The Mahabharata of Krishna-Dwaipayana Vyasa, Volume 2 eBook

This eBook from the Gutenberg Project consists of approximately 2,393 pages of information about The Mahabharata of Krishna-Dwaipayana Vyasa, Volume 2.
plumage, whereas thy sons are all as crows.  Forsaking lions thou art protecting jackals!  O king, when the time cometh, thou wilt have to grieve for all this.  That master, O sire, who doth not give vent to his displeasure with devoted servants zealously pursuing his good, enlisteth the confidence of his servants.  In fact, the latter adhere to him even in distress.  By confiscating the grants to one’s servants or stopping their pay, one should not seek to amass wealth, for even affectionate counsellors deprived of their means of life and enjoyment, turn against him and leave him (in distress).  Reflecting first on all intended acts and adjusting the wages and allowances of servants with his income and expenditure, a king should make proper alliances, for there is nothing that cannot be accomplished by alliances.  That officer who fully understanding the intentions of his royal master dischargeth all duties with alacrity, and who is respectable himself and devoted to his master, always telleth what is for his master’s good, and who is fully acquainted with the extent of his own might and with that also of those against, whom he may be engaged, should be regarded by the king as his second self.  That servant, however, who commanded (by his master) disregardeth the latter’s injunctions and who enjoined to do anything refuseth to submit, proud as he is of his own intelligence and given to arguing against his master, should be got rid of without the least delay.  Men of learning say that a servant should be endued with these eight qualities, viz., absence of pride, ability, absence of procrastination, kindness, cleanliness, incorruptibility, birth in a family free from the taint of disease, and weightiness of speech.  No man should confidently enter an enemy’s house after dusk even with notice.  One should not at night lurk in the yard of another’s premises, nor should one seek to enjoy a woman to whom the king himself might make love.  Never set thyself against the decision to which a person hath arrived who keepeth low company and who is in the habit of consulting all he meeteth.  Never tell him,—­I do not believe thee,—­but assigning some reason send him away on a pretext.  A king who is exceedingly merciful, a woman of lewd character, the servant of a king, a son, a brother, a widow having an infant son one serving in the army, and one that hath suffered great losses, should never be engaged in pecuniary transactions of lending or borrowing.  These eight qualities shed a lustre on men, viz., wisdom, high lineage, acquaintance with scriptures, self-restraint, prowess, moderation in speech, gift to the extent of one’s power, and gratefulness.  These high qualities, O sire, are necessarily brought together by one only by gifts.  When the king favours a person, that incident (of royal favour) bringeth in all others and holdeth them together.  He that performeth ablutions winneth these ten, viz., strength, beauty, a clear voice, capacity to utter all the alphabetical sounds, delicacy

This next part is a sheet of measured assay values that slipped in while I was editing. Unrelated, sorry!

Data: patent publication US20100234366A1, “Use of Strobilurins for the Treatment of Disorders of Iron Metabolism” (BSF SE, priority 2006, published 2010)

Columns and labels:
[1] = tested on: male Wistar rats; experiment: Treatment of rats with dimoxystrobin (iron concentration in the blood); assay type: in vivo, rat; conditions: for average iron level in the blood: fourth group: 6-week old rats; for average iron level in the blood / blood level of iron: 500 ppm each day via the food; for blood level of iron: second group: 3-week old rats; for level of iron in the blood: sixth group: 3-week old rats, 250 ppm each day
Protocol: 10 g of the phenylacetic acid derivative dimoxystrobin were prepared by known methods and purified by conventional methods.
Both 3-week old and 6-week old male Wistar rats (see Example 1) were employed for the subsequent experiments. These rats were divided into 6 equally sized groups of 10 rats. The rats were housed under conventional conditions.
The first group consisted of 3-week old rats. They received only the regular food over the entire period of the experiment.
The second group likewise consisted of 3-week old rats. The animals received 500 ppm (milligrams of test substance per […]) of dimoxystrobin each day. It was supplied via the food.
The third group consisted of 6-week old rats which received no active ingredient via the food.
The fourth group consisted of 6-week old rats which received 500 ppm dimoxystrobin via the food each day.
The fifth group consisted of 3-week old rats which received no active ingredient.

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The Mahabharata of Krishna-Dwaipayana Vyasa, Volume 2 from Project Gutenberg. Public domain.
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